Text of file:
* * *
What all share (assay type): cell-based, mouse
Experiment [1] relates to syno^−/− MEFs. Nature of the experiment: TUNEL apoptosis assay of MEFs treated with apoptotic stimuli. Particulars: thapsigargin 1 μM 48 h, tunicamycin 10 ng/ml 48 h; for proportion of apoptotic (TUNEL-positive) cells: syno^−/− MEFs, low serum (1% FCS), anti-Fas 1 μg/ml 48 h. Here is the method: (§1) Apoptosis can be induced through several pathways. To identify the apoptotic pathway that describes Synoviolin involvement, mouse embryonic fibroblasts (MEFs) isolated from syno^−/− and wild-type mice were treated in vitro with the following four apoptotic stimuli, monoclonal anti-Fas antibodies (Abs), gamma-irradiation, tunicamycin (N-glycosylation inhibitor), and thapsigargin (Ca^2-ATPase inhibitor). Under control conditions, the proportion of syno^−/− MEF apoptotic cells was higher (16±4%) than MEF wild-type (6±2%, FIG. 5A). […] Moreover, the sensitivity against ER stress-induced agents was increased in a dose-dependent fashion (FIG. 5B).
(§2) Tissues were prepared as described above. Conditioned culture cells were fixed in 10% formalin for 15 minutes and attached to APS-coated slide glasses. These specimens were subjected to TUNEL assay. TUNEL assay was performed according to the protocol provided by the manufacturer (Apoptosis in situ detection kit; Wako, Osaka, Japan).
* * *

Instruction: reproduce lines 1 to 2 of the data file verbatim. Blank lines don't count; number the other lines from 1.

What all share (assay type): cell-based, mouse
Experiment [1] relates to syno^−/− MEFs. Nature of the experiment: TUNEL apoptosis assay of MEFs treated with apoptotic stimuli. Particulars: thapsigargin 1 μM 48 h, tunicamycin 10 ng/ml 48 h; for proportion of apoptotic (TUNEL-positive) cells: syno^−/− MEFs, low serum (1% FCS), anti-Fas 1 μg/ml 48 h. Here is the method: (§1) Apoptosis can be induced through several pathways. To identify the apoptotic pathway that describes Synoviolin involvement, mouse embryonic fibroblasts (MEFs) isolated from syno^−/− and wild-type mice were treated in vitro with the following four apoptotic stimuli, monoclonal anti-Fas antibodies (Abs), gamma-irradiation, tunicamycin (N-glycosylation inhibitor), and thapsigargin (Ca^2-ATPase inhibitor). Under control conditions, the proportion of syno^−/− MEF apoptotic cells was higher (16±4%) than MEF wild-type (6±2%, FIG. 5A). […] Moreover, the sensitivity against ER stress-induced agents was increased in a dose-dependent fashion (FIG. 5B).